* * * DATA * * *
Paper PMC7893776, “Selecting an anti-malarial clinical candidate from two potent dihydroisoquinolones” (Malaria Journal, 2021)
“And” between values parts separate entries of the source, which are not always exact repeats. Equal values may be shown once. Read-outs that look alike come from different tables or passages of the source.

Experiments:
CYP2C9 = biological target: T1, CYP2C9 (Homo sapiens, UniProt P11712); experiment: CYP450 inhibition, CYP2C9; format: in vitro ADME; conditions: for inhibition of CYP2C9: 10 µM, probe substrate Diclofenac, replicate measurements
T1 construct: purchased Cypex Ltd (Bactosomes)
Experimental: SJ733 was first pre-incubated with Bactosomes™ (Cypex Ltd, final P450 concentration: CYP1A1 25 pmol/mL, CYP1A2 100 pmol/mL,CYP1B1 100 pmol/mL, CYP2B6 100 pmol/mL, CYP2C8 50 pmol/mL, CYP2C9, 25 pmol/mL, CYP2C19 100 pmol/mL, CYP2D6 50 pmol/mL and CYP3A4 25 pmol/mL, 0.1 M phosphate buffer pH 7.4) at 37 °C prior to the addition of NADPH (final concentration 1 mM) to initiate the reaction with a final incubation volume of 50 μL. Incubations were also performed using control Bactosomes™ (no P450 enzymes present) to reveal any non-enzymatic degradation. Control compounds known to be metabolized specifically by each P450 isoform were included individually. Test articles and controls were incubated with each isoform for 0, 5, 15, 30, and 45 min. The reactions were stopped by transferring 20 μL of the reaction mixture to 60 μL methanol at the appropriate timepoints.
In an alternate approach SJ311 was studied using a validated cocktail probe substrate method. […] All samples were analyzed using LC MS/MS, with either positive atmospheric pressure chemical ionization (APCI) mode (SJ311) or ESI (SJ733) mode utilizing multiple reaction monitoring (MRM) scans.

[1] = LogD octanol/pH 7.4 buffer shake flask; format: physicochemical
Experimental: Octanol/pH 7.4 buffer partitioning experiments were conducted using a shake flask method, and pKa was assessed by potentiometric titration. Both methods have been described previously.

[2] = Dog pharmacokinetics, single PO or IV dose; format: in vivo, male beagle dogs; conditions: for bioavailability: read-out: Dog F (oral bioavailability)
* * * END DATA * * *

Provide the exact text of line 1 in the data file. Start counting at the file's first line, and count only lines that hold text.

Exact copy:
Paper PMC7893776, “Selecting an anti-malarial clinical candidate from two potent dihydroisoquinolones” (Malaria Journal, 2021)